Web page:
presents the European premiere of the exhibition Santa Barbara by Diana Markosian (Moscow, 1989). In an innovative and deeply moving approach, Markosian tells the story of her family, and how they immigrated to America. Using film, still and archival images, Markosian explores the profound sacrifice made by her mother in pursuit of the American dream.
Following the collapse of the Soviet Union, Markosian's Family is reduced to poverty overnight. At the same time, the American soap opera Santa Barbara is the first foreign show to be broadcast, offering a window to another world. Markosian's mother makes a decision to abandon her country and moves to the United States, in search of a better life for herself and her two children.
This exhibition is Diana Markosians attempt to understand her mothers decision. Markosian collaborated with the orginal writer of the soap opera to create a script, cast actors to play her family, re-enacting the departure and arrival to America. Markosians Santa Barbara is an interplay between the idealized vision of America and the reality of the immigrant experience. Mixing memory and imagination, Markosian pushes the boundaries of documentary photography in an inspiring way.
Diana Markosian is an American artist of Armenian descent. She takes an intimate approach to her photography and video storytelling, in work that is both conceptual and documentary. Her projects have taken her to some of the remotest corners of the world, and have been featured in The New Yorker, Vanity Fair and Vogue Magazine.
Diana Markosian Santa Barbara was first exhibited at the San Francisco Museum of Modern Art, followed by the International Center of Photography (New York) in collaboration with FOMU (Antwerp) and Les filles du calvaire (Paris).
The publication Santa Barbara, a publication by Aperture, is for sale in the FOMU shop for 68.5.
On May 19, Diana Markosian will give an artist talk at FOMU.
BERTIEN VAN MANEN - WISH I WERE HERE
01.04.22 - 28.08.22
Since the 1970s, photographer Bertien van Manen (NL, 1942) has captured the daily lives of the people she meets on her travels. From the Netherlands to China and from the former Soviet Union to the Appalachians, it is the ordinary, chaotic moments that most attract Bertien van Manen. Her simple snapshot camera allows her to get close to her subjects. With a sympathetic gaze she has developed a subjective form of documentary-making that is ahead of its time.
The retrospective Wish I Were Here allows the visitor to look over van Manens shoulder. It is developed in close collaboration with van Manen and the graphic designer Hans Gremmen, who spent a year and a half researching her archive for the retrospective book of her work Archive (MACK, 2021).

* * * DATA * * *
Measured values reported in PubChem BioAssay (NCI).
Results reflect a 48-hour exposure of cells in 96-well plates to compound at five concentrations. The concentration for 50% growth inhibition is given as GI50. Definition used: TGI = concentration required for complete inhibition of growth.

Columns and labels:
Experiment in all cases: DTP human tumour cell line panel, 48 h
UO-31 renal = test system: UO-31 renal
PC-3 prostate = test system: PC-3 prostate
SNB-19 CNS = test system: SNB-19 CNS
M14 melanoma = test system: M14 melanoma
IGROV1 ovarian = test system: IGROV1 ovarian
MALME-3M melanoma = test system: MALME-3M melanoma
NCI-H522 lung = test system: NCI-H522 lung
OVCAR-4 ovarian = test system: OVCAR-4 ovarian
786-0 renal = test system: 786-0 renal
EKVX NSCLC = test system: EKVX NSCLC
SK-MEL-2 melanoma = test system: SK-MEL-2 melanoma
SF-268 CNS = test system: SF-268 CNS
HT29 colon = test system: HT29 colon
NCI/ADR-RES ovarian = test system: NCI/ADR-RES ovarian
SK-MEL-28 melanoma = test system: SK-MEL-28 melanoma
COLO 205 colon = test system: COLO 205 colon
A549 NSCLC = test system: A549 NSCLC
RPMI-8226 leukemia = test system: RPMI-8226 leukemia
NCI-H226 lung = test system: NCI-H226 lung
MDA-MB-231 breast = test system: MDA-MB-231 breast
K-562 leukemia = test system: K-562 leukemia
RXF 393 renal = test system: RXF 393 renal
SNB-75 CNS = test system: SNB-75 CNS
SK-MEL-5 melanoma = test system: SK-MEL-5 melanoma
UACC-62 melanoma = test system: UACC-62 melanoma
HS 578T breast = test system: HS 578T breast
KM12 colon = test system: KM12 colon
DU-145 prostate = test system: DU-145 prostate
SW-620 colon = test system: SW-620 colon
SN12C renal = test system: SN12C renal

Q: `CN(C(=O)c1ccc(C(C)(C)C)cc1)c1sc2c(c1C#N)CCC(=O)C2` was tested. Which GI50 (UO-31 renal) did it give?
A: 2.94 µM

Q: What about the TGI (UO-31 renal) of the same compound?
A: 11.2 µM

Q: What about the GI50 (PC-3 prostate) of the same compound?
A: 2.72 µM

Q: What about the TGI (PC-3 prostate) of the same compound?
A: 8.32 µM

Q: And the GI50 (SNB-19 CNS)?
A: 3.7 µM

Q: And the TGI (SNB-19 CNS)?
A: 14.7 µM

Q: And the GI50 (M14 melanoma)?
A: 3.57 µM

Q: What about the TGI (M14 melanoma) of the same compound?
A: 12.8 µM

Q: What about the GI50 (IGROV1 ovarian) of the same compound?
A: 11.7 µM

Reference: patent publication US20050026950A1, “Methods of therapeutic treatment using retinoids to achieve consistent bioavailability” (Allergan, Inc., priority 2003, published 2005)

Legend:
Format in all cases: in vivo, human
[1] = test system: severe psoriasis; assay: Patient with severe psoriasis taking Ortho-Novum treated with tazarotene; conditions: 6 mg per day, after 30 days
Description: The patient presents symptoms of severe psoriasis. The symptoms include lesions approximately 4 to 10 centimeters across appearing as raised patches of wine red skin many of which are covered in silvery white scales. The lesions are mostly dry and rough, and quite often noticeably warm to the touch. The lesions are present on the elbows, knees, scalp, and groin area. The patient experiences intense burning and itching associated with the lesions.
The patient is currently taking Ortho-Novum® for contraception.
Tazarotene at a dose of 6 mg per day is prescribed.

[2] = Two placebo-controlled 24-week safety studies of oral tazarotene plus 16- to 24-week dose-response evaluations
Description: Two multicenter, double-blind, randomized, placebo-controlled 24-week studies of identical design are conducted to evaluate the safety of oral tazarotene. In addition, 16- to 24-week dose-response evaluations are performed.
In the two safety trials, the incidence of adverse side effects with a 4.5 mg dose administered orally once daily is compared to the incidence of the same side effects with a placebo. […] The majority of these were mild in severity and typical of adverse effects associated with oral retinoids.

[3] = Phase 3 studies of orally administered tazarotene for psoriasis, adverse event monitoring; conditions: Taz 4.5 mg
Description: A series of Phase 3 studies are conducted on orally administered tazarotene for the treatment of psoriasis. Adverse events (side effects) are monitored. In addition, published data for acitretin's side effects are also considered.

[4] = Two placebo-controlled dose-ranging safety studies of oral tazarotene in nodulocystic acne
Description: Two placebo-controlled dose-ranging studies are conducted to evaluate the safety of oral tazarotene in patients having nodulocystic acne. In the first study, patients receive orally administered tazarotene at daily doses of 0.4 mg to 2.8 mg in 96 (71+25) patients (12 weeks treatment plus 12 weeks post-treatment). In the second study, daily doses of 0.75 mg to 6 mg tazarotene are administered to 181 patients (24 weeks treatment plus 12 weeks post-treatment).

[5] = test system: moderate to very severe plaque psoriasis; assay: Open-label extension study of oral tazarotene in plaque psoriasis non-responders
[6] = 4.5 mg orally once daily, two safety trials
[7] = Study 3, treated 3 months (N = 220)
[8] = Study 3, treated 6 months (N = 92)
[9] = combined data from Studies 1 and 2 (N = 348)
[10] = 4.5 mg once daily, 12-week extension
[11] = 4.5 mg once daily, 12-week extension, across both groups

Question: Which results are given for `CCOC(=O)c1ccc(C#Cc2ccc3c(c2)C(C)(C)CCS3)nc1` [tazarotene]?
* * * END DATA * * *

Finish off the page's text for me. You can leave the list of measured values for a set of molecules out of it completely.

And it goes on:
Bertien van Manen studied French, German and Russian and first broke through as an artist in the 1990s with her series A Hundred Summers, a Hundred Winters. Her work has been exhibited internationally and acquired by museums such as MoMA (New York), Stedelijk Museum Amsterdam, Fotomuseum Winterthur, Maison Européenne de la Photographie (Paris) and FOMU (Antwerp).
The publication Bertien van Manen.Archive, can be purchased in the FOMU shop.
On Sunday 29 May, Bertien van Manen will give an artist talk. She will have a conversation with Hripsimé Visser about her work.
ALEXEY SHLYK & BEN VAN DEN BERGHE - BACKSPACE
01.04.22 - 29.05.22
In the practice of Alexey Shlyk & Ben Van den Berghe, the inspiring play between photographic image and architectural space is key. The artists combine new images and elements from previous works to continually create distinct, site-specific installations. They immerse visitors in alienating, disorienting environments using lens-based and computer-generated imaging technologies that blur the boundaries between physical and virtual realms. The ambiguous relationship between humans and technology is a recurring theme in their work.
Over the last year, Shlyk & Van den Berghe developed a modular system in collaboration with Atelier Oh to quickly and intuitively build, adapt with images, break down and reinvent model spaces. This hands-on methodology facilitates their research on the relationship between image and space. They capture their photographic and architectural experiments with scaled exhibition spaces and then edit and use these recordings in the final exhibition. The result is a continuous reinterpretation, which stimulates strong sensory perceptions.
The title Backspace refers to some of these elements. In the exhibition hall another space in the back is suggested. Does it exist or is it an illusion? Backrooms are often hiding places; they are cluttered rooms in the house and deep recesses on the internet. In addition, the backspace key on a keyboard deletes previous characters. Repositioning the cursor means movement. Removing means reimagining all over again.
This exhibition is the result of an art commission as part of the COVID-19 grant provided by FOMU in spring 2020 in response to the coronavirus measures, which hit many photographers and artists hard. For the selection, FOMU collaborated with art and photography experts. Alexey Shlyk & Ben Van den Berghe were nominated by Eline Verstegen. Four other artists also received a FOMU grant within this framework: Hélène Amouzou, Aurélie Geurts, Mous Lamrabat, and Joud Toamah.